Residents of the tony Bonnie Brae ‘hood are working to turn their alleys into avenues of art.
Organized by Wendy Lesko, about a dozen denizens are creating murals that hang in the alleys. They call themselves the Bonnie Brae Alley Art Consortium and have already installed three tile and glass mosaics in the alleys. The most recent, a 3-by-6 foot mosaic of a giraffe in Africa titled “An Oasis in the Desert: Zenzele,” was just unveiled at the alley between Ohio and Josephine streets. Two others already grace the back roads, with many more in the works.
Of course, each unveiling comes with a back-alley cocktail party and BBQ. “That’s the entire reason for this project,” Lesko says. “Any excuse to eat and drink.”
Next up: A cow from Diane and Kerry Heidel.
Yes Bill, It Is Art
Bonnie Brae Newsletter
Volume 2009, Issue 2
Reprinted with permission
The Bonnie Brae Alley Art Consortium works to turn our heads, and alleys, to art.
“But is it art?” was the question posed by Bill Husted in his Denver Post column on June 14 regarding some of the residents of the Bonnie Brae working to turn our alleys into “avenues of art.”
Wendy Lesko and a gaggle of other BB neighbors have taken it upon themselves to add a little class to our otherwise bland alleys by adding some wonderful creations. Calling themselves the Bonnie Brae Alley Art Consortium (BBAAC) they have placed three tile and glass mosaics in various back road locations throughout the neighborhood.
Additional works are in the works and each one will have a traditional debut by way of a cocktail party.
If you would like to participate and add a little class to your alley, contact Wendy firstname.lastname@example.org.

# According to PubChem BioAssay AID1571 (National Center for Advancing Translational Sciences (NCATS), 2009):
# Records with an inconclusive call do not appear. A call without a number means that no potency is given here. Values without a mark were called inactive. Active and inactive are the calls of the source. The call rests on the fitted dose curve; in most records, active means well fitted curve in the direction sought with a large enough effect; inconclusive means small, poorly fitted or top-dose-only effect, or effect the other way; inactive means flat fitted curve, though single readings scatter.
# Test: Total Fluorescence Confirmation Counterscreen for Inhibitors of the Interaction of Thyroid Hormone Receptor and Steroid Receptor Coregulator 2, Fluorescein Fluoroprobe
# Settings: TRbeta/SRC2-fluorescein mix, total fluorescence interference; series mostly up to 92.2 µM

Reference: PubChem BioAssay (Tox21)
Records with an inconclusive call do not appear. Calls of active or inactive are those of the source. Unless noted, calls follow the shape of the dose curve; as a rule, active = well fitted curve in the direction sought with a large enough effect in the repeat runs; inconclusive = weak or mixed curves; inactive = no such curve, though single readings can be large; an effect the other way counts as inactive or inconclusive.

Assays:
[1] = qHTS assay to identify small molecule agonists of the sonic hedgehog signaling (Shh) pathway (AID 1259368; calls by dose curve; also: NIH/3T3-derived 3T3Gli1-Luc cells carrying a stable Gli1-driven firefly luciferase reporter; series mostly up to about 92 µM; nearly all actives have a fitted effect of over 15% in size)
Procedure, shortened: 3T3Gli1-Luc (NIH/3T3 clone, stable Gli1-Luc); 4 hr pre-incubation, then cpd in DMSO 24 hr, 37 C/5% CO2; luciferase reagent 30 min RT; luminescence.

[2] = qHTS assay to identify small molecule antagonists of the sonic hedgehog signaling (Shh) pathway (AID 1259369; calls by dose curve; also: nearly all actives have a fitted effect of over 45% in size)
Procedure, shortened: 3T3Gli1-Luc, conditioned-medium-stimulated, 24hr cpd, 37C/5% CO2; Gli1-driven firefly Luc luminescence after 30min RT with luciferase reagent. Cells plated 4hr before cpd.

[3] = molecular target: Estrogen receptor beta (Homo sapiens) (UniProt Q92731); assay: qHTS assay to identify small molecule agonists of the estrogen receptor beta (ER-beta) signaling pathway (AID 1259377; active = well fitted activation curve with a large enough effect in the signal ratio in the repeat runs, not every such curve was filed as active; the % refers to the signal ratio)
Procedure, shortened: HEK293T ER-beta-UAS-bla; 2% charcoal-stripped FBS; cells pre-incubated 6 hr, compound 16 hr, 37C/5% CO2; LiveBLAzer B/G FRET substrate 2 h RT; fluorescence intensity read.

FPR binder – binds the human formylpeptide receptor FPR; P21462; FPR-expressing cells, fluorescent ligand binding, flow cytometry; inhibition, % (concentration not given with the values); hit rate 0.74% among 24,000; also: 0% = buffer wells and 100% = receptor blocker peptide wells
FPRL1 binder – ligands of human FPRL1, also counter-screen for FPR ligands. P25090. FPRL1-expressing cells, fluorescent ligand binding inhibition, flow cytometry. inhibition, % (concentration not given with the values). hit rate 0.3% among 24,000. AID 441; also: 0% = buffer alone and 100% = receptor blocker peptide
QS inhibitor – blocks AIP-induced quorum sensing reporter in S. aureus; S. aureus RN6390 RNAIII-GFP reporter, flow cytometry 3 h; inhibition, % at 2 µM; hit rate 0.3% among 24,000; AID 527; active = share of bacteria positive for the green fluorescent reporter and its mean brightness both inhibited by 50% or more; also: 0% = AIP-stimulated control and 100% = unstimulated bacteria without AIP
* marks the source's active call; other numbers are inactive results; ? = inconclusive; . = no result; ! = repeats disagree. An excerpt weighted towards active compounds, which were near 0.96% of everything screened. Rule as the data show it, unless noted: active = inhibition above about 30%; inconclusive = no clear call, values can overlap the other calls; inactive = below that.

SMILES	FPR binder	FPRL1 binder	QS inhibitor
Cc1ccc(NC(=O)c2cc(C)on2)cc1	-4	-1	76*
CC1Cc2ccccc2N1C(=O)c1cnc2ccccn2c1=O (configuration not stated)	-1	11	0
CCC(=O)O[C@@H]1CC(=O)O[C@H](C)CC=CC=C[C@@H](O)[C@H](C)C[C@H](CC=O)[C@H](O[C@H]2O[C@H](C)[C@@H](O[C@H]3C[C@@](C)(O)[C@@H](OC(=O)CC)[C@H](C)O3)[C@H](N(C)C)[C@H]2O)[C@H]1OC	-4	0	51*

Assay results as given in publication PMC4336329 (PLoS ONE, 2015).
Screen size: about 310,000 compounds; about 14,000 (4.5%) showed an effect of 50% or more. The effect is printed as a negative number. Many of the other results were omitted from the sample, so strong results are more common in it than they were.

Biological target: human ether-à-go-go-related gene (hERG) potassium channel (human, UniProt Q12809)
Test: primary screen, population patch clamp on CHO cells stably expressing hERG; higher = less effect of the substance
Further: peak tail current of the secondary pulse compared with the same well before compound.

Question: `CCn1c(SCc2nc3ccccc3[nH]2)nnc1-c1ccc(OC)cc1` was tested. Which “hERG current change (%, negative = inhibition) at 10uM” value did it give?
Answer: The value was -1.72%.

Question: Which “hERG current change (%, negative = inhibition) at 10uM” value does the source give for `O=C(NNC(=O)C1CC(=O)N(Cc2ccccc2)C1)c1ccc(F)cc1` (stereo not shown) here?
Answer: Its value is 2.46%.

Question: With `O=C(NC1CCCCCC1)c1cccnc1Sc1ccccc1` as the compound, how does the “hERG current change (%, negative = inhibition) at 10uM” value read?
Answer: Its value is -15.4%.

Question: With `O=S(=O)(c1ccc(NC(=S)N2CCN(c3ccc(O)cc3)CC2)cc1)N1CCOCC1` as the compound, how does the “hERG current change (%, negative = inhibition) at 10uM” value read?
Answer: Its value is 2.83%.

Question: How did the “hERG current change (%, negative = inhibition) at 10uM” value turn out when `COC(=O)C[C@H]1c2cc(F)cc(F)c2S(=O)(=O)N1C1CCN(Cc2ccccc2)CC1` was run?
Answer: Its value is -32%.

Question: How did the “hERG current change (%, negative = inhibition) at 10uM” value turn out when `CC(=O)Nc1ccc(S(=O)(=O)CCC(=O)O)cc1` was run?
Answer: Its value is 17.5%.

Washington Park East News
Fall 2009 VOL. 34 NO.4
Reprinted with permission
I had an interesting meeting with our close neighbor from Bonnie Brae, Wendy Lesko, a few days ago. She came up with an idea a while ago that is catching on in the hearts of people living in the neighborhood when it comes to taking care of our alleys.
Instead of using them for just getting our cars into garages and to step out through to place the trash and recycles into their respective containers, she also thought of a new use which is to display art.
Recycling left over tiles that are piled in our garages from house projects, she cuts them into small pieces to put them back together in harmony and create an outstanding piece of art. Go around the alleys in Bonnie Brae and find the Giraffe, the Cow, the Lilies or the Hawaiian Paradise piece between others.
If you want one of your own, all you need is a piece of board and your creativity to draw a design on it, then contact Wendy at email@example.com and a few neighbors/friends to start working on it. An art project of this kind can take as little as 6 hours of your time and as long as a few months to finish. It all depends on the size and the detailed desired.
Wendy will be there to guide you; she will provide the tile cutter, her own garage to make it happen plus plenty of recycled tiles that she has been collecting over time in her garage, all for a small nominal fee. She will be there with you until project is completed, at which point you are requested to host a party inviting previous project holders and a few friends of your own. This is definitely a good reason to get to better know your neighbors from across the alley or to beautify a space. Come on! Give Wendy a call for suggestions and helpful hints on how to throw an alley art event.
She will thank you and your alley, plus your immediate neighbors, will thank you too.